Background: Genome wide-association studies have successfully identified several hundred independent loci harboring common cancer susceptibility alleles that are distinct from the more than 110 cancer predisposition genes. The latter are generally characterized by disruptive mutations in coding genes that have been established as 'drivers' of cancer in large somatic sequencing studies. We set out to determine whether, similarly, common cancer susceptibility loci map to genes that have altered frequencies of mutation. Results: In our analysis of the intervals defined by the cancer susceptibility markers, we observed that cancer susceptibility regions have gene mutation frequencies comparable to background mutation frequencies. Restricting analyses to genes that have been determined to be pleiotropic across cancer types, genes affected by expression quantitative trait loci, or functional genes indicates that most cancer susceptibility genes classified into these subgroups do not display mutation frequencies that deviate from those expected. We observed limited evidence that cancer susceptibility regions that harbor common alleles with small estimated effect sizes are preferential targets for altered somatic mutation frequencies. Conclusions: Our findings suggest a complex interplay between germline susceptibility and somatic mutation, underscoring the cumulative effect of common variants on redundant pathways as opposed to driver genes. Complex biological pathways and networks likely link these genetic features of carcinogenesis, particularly as they relate to distinct polygenic models for each cancer type.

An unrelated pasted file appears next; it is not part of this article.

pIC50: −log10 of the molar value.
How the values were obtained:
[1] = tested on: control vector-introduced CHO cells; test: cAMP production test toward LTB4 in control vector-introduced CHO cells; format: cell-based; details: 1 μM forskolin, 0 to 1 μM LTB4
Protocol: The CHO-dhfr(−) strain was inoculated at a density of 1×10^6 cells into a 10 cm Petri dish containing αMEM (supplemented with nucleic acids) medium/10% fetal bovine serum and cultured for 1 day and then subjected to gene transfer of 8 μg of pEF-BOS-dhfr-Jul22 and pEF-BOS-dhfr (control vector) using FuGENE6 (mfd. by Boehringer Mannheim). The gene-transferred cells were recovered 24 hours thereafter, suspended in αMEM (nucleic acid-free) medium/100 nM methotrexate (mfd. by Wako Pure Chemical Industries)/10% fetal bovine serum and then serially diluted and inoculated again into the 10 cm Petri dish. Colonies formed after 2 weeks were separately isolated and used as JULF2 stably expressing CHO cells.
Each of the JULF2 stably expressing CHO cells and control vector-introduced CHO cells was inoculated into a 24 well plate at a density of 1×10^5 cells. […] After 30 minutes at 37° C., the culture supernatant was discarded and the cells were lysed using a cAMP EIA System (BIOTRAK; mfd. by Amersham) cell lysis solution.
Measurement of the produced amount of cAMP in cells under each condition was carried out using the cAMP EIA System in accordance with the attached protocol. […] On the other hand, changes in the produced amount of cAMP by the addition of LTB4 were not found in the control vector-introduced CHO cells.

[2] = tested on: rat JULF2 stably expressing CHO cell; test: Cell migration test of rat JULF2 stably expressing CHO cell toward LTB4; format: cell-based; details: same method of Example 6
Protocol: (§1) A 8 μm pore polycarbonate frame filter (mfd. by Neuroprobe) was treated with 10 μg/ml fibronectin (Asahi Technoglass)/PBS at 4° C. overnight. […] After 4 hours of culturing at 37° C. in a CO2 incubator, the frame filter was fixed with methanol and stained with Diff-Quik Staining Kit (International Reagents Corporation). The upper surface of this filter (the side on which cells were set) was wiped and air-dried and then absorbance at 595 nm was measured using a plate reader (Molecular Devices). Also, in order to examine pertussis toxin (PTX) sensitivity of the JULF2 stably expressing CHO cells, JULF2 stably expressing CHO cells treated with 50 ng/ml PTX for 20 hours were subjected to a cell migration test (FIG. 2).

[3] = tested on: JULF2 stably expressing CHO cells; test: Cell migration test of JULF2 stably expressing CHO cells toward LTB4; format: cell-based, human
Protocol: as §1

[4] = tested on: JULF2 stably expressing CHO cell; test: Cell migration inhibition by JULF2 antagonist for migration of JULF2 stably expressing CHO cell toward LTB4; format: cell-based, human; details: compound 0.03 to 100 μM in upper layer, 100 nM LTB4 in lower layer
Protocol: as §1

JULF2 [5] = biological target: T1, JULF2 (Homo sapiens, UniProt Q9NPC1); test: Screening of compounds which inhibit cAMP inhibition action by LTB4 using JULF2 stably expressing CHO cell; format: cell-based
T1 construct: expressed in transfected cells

ASJC Scopus subject areas
- Ecology, Evolution, Behavior and Systematics
- Cell Biology